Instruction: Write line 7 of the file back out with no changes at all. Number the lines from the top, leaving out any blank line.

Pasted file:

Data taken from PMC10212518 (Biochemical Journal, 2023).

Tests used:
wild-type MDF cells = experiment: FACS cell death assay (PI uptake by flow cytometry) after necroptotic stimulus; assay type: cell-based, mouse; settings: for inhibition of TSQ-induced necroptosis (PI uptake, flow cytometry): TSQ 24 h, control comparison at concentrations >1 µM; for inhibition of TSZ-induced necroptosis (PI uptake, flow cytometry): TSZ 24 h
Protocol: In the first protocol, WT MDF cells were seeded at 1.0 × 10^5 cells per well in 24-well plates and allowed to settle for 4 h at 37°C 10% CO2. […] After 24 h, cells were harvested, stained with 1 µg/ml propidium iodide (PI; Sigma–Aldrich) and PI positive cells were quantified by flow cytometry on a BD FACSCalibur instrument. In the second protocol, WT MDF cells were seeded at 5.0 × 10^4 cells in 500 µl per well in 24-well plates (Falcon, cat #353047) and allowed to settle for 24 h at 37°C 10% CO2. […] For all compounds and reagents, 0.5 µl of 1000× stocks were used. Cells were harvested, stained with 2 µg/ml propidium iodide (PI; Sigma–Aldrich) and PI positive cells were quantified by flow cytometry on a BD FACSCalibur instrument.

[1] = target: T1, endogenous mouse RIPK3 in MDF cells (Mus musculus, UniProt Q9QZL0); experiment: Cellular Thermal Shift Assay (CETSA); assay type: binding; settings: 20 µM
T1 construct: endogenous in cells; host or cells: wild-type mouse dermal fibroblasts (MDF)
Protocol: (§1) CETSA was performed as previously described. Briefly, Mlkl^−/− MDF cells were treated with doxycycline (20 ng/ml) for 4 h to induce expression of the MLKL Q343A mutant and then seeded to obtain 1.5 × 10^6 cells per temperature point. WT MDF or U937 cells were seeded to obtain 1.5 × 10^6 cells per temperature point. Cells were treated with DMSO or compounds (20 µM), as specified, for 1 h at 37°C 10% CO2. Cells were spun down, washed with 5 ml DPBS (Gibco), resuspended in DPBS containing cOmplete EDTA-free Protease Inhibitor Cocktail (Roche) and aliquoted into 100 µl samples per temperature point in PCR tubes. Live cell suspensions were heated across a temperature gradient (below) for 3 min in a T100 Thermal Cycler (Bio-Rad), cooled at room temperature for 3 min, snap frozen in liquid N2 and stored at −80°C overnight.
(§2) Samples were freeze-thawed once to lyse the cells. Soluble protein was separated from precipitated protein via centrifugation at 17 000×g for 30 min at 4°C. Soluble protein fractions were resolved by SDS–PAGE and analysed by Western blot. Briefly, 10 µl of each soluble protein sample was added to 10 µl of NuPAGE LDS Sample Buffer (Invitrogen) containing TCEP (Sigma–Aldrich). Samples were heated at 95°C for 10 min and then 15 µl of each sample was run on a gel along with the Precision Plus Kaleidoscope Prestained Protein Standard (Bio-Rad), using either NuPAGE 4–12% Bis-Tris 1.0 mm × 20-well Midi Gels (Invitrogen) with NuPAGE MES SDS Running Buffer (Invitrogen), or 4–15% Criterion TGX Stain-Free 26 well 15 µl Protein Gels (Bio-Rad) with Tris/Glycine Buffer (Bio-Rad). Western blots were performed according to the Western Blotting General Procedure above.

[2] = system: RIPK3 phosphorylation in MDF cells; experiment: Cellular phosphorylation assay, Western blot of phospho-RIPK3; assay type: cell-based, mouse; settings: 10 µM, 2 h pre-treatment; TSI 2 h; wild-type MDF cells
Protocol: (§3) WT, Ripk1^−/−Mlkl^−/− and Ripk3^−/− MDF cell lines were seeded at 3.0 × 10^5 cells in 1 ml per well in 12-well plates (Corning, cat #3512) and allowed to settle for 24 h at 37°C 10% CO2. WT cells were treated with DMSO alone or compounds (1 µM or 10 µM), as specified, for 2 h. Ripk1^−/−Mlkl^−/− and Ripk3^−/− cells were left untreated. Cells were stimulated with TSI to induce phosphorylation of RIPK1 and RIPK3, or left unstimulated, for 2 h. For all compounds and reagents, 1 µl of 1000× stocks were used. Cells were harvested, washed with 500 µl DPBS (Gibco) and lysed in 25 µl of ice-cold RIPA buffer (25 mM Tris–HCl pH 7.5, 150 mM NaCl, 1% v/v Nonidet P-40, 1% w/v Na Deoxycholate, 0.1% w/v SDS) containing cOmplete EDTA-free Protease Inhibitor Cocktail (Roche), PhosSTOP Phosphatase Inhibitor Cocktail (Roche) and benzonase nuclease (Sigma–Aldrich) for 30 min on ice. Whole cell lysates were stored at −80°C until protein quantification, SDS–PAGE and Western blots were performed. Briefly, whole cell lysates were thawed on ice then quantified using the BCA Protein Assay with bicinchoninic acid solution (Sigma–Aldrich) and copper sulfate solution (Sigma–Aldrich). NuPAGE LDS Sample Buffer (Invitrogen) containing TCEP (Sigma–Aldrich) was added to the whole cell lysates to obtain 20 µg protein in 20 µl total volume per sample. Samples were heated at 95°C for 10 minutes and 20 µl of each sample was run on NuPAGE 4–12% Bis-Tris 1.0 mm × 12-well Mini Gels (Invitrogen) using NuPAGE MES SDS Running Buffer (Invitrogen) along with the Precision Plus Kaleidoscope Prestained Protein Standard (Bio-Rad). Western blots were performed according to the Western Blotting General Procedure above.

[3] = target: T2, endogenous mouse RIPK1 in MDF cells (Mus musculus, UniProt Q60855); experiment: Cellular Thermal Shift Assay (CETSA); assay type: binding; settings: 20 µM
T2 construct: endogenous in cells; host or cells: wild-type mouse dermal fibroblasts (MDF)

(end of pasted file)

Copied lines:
Protocol: (§1) CETSA was performed as previously described. Briefly, Mlkl^−/− MDF cells were treated with doxycycline (20 ng/ml) for 4 h to induce expression of the MLKL Q343A mutant and then seeded to obtain 1.5 × 10^6 cells per temperature point. WT MDF or U937 cells were seeded to obtain 1.5 × 10^6 cells per temperature point. Cells were treated with DMSO or compounds (20 µM), as specified, for 1 h at 37°C 10% CO2. Cells were spun down, washed with 5 ml DPBS (Gibco), resuspended in DPBS containing cOmplete EDTA-free Protease Inhibitor Cocktail (Roche) and aliquoted into 100 µl samples per temperature point in PCR tubes. Live cell suspensions were heated across a temperature gradient (below) for 3 min in a T100 Thermal Cycler (Bio-Rad), cooled at room temperature for 3 min, snap frozen in liquid N2 and stored at −80°C overnight.